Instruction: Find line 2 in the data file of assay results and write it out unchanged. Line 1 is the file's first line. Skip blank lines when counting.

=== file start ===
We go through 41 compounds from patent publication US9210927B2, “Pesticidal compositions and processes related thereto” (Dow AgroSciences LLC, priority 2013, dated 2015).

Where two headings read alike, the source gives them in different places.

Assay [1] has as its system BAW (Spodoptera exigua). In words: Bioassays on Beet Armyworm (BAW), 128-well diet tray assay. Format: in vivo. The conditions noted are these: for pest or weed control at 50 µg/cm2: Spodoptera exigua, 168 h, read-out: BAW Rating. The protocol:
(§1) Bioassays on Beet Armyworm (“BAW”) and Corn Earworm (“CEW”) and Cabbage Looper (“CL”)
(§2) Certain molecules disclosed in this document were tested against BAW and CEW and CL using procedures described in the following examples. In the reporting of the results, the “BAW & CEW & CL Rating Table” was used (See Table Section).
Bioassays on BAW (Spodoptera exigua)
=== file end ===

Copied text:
Where two headings read alike, the source gives them in different places.